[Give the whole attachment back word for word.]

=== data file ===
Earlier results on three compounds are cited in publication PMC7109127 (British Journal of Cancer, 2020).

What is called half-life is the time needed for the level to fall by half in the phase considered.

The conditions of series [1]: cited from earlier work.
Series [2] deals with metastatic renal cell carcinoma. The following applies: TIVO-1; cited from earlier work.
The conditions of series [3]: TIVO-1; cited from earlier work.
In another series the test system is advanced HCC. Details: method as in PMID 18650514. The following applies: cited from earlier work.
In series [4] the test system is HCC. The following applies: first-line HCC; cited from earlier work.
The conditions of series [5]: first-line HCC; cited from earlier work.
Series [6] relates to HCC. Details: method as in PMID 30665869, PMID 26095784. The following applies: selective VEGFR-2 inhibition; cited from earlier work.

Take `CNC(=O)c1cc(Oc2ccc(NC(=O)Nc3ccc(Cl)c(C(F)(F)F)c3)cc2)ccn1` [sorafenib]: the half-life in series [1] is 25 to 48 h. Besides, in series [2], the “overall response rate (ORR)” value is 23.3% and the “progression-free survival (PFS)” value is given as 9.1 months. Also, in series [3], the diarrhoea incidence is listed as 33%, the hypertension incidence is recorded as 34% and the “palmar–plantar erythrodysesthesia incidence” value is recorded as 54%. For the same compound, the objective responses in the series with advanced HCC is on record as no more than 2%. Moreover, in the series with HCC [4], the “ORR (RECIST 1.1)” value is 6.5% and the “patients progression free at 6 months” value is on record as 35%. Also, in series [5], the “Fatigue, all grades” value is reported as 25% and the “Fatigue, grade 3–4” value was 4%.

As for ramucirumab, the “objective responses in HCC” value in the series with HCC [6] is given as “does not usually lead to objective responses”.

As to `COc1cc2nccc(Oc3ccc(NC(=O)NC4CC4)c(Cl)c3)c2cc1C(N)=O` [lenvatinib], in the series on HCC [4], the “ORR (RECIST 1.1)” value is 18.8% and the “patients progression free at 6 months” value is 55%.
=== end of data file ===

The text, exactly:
Earlier results on three compounds are cited in publication PMC7109127 (British Journal of Cancer, 2020).

What is called half-life is the time needed for the level to fall by half in the phase considered.

The conditions of series [1]: cited from earlier work.
Series [2] deals with metastatic renal cell carcinoma. The following applies: TIVO-1; cited from earlier work.
The conditions of series [3]: TIVO-1; cited from earlier work.
In another series the test system is advanced HCC. Details: method as in PMID 18650514. The following applies: cited from earlier work.
In series [4] the test system is HCC. The following applies: first-line HCC; cited from earlier work.
The conditions of series [5]: first-line HCC; cited from earlier work.
Series [6] relates to HCC. Details: method as in PMID 30665869, PMID 26095784. The following applies: selective VEGFR-2 inhibition; cited from earlier work.

Take `CNC(=O)c1cc(Oc2ccc(NC(=O)Nc3ccc(Cl)c(C(F)(F)F)c3)cc2)ccn1` [sorafenib]: the half-life in series [1] is 25 to 48 h. Besides, in series [2], the “overall response rate (ORR)” value is 23.3% and the “progression-free survival (PFS)” value is given as 9.1 months. Also, in series [3], the diarrhoea incidence is listed as 33%, the hypertension incidence is recorded as 34% and the “palmar–plantar erythrodysesthesia incidence” value is recorded as 54%. For the same compound, the objective responses in the series with advanced HCC is on record as no more than 2%. Moreover, in the series with HCC [4], the “ORR (RECIST 1.1)” value is 6.5% and the “patients progression free at 6 months” value is on record as 35%. Also, in series [5], the “Fatigue, all grades” value is reported as 25% and the “Fatigue, grade 3–4” value was 4%.

As for ramucirumab, the “objective responses in HCC” value in the series with HCC [6] is given as “does not usually lead to objective responses”.

As to `COc1cc2nccc(Oc3ccc(NC(=O)NC4CC4)c(Cl)c3)c2cc1C(N)=O` [lenvatinib], in the series on HCC [4], the “ORR (RECIST 1.1)” value is 18.8% and the “patients progression free at 6 months” value is 55%.